In France, a law just took effect that requires all drivers, including tourists, to buy a breathalyzer test to keep in their cars. Drunk driving is huge problem in France — causing more accidents per year than speeding. It was recently discovered that the head of the group that lobbied for the law also works for a company that makes the kits.

Business
2:49 am
Tue July 3, 2012

Airbus: 'The Time Is Right' To Open Alabama Plant

Originally published on Tue July 3, 2012 3:31 am

Transcript

LINDA WERTHEIMER, HOST:

Jobs and the economy are big issues in this election. And from Alabama, we have a story of jobs coming from overseas to the U.S. European aircraft manufacturer Airbus is making a bold move into North America to compete in the largest market in the world for passenger jets.

RENEE MONTAGNE, HOST:

The firm will build its first U.S. assembly plant on the Gulf Coast in Mobile, Alabama. NPR's Debbie Elliott reports the region has been working for years to attract Airbus.

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Middle East
1:31 am
Tue July 3, 2012

Can Sanctions Force Iran To Change Its Policies?

Iranian workers make repairs to a unit at Tehran's oil refinery in November 2007. It's estimated that a Western oil embargo is costing Iran about $4.5 billion each month in lost revenue.
Vahid Salemi AP

Originally published on Tue July 3, 2012 6:17 am

Whether economic sanctions can force a government to change course is far from clear, but Iran should be a good test case.

A European Union embargo on Iranian oil took full effect this week, complementing U.S. measures that have grown much more severe in recent weeks. Other Western sanctions now in place target Iranian banks, foreign companies that provide shipping insurance for Iranian oil tankers, and foreign firms that invest in the Iranian oil industry.

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Science
1:30 am
Tue July 3, 2012

When Ice Cream Attacks: The Mystery Of Brain Freeze

NPR interns (from left) Angela Wong and Kevin Uhrmacher participate in an experiment to induce brain freeze.
Benjamin Morris NPR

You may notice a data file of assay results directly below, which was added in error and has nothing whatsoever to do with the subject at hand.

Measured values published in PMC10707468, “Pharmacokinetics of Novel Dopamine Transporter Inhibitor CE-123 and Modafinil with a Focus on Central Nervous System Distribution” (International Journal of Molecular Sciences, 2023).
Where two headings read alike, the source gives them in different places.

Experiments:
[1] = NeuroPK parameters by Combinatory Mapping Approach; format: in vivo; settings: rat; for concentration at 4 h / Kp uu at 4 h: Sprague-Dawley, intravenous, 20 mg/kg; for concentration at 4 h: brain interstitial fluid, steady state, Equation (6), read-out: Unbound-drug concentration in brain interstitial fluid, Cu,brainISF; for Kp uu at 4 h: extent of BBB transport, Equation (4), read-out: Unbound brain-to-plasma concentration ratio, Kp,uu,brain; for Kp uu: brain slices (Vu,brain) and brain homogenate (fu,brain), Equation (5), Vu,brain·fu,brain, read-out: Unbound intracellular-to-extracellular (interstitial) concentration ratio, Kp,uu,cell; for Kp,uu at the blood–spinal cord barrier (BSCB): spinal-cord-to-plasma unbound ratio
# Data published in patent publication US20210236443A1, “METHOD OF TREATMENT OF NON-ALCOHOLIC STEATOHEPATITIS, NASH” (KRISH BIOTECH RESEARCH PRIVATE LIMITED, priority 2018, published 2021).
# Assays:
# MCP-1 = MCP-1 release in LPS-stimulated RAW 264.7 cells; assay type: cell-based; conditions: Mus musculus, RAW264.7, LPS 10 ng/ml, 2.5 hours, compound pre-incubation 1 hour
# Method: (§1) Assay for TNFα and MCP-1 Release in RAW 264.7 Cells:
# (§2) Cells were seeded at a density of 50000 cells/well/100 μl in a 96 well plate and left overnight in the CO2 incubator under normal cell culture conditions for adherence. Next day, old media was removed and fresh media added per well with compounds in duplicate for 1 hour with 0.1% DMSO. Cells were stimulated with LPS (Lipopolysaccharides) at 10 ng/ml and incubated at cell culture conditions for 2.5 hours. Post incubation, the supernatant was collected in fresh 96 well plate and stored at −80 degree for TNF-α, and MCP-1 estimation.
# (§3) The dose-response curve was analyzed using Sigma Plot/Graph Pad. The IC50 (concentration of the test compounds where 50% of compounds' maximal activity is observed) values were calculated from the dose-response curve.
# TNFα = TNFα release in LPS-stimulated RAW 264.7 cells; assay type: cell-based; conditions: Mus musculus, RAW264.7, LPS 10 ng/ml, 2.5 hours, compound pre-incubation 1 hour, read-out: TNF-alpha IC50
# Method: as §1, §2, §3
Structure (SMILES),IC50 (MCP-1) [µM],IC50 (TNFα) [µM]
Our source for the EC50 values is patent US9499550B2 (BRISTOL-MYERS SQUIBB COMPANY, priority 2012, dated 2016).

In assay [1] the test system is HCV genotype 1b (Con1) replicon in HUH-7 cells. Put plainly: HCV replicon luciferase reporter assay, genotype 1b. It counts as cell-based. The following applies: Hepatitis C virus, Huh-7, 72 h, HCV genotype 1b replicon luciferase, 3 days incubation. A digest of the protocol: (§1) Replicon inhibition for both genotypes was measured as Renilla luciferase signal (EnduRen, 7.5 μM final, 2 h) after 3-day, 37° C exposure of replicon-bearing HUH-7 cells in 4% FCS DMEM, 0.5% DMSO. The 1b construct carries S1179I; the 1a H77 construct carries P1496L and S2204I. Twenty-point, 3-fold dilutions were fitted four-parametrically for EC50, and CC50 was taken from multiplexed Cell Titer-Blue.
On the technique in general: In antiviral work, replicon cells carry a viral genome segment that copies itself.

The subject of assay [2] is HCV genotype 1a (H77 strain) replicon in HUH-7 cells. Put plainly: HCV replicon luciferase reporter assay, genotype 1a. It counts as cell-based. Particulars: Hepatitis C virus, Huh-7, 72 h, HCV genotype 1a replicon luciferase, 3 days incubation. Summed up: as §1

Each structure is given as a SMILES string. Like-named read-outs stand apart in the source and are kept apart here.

Originally published on Tue July 3, 2012 12:12 pm

If it hasn't happened to you, count yourself as lucky. For many people, eating ice cream or drinking an icy drink too fast can produce a really painful headache. It usually hits in the front of the brain, behind the forehead.

The technical name for this phenomenon is cold-stimulus headache, but people also refer to it as "ice cream headache" or "brain freeze."

The good news is that brain freeze is easy to prevent — just eat more slowly. The other bit of good news is these headaches don't last very long — a minute at the outside.

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Books
1:28 am
Tue July 3, 2012

Dog Memoirs Will Fetch, Sit And Stay On Your Shelf

Gromit is the purebred Pembroke Welsh corgi belonging to NPR's Julie Rovner — who says she's hoping to eventually adopt a companion pooch named Wallace.
Julie Rovner

Originally published on Tue July 3, 2012 12:13 pm

The Morning Edition mailboxes are always overflowing with books sent by publishers. And recently, a fair number have fallen into a category you might call "dog memoirs" — books about how dogs transform their owners' lives.

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Author Interviews
1:20 am
Tue July 3, 2012

A Cautionary Tale About Transforming Afghanistan

Scores of Americans engineers worked in southern Afghanistan from the late 1940s to the late 1970s to build two large dams and a canal network. The development project soon became a vast experiment in social engineering. New villages were constructed, with schools and health clinics. A new, modern society was to rise from the desert.
Courtesy of the U.S. National Archives via Foreign Policy

Originally published on Tue July 3, 2012 11:05 am